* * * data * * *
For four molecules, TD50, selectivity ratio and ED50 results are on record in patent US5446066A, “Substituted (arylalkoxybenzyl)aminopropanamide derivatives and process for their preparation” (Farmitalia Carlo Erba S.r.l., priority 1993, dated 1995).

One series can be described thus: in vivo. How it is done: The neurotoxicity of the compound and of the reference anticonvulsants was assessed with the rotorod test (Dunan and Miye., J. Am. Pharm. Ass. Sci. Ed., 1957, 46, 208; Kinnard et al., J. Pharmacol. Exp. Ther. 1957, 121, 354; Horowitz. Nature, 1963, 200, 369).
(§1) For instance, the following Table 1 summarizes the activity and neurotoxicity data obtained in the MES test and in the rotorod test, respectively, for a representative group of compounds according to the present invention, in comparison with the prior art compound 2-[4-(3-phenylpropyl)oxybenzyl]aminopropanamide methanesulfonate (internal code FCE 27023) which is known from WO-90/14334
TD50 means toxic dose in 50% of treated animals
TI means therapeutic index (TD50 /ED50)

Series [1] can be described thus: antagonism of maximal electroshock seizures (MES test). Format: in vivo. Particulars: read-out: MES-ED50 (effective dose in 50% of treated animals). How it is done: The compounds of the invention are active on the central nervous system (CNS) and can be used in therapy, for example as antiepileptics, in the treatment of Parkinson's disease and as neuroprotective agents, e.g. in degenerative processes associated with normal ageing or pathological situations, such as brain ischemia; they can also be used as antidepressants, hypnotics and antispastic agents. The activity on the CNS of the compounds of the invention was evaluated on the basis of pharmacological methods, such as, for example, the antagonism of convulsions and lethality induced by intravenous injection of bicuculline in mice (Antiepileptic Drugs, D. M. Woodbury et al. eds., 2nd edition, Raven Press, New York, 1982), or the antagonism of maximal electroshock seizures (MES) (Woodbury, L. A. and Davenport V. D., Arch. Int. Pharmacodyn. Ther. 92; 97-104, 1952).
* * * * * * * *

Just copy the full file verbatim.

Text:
For four molecules, TD50, selectivity ratio and ED50 results are on record in patent US5446066A, “Substituted (arylalkoxybenzyl)aminopropanamide derivatives and process for their preparation” (Farmitalia Carlo Erba S.r.l., priority 1993, dated 1995).

One series can be described thus: in vivo. How it is done: The neurotoxicity of the compound and of the reference anticonvulsants was assessed with the rotorod test (Dunan and Miye., J. Am. Pharm. Ass. Sci. Ed., 1957, 46, 208; Kinnard et al., J. Pharmacol. Exp. Ther. 1957, 121, 354; Horowitz. Nature, 1963, 200, 369).
(§1) For instance, the following Table 1 summarizes the activity and neurotoxicity data obtained in the MES test and in the rotorod test, respectively, for a representative group of compounds according to the present invention, in comparison with the prior art compound 2-[4-(3-phenylpropyl)oxybenzyl]aminopropanamide methanesulfonate (internal code FCE 27023) which is known from WO-90/14334
TD50 means toxic dose in 50% of treated animals
TI means therapeutic index (TD50 /ED50)

Series [1] can be described thus: antagonism of maximal electroshock seizures (MES test). Format: in vivo. Particulars: read-out: MES-ED50 (effective dose in 50% of treated animals). How it is done: The compounds of the invention are active on the central nervous system (CNS) and can be used in therapy, for example as antiepileptics, in the treatment of Parkinson's disease and as neuroprotective agents, e.g. in degenerative processes associated with normal ageing or pathological situations, such as brain ischemia; they can also be used as antidepressants, hypnotics and antispastic agents. The activity on the CNS of the compounds of the invention was evaluated on the basis of pharmacological methods, such as, for example, the antagonism of convulsions and lethality induced by intravenous injection of bicuculline in mice (Antiepileptic Drugs, D. M. Woodbury et al. eds., 2nd edition, Raven Press, New York, 1982), or the antagonism of maximal electroshock seizures (MES) (Woodbury, L. A. and Davenport V. D., Arch. Int. Pharmacodyn. Ther. 92; 97-104, 1952).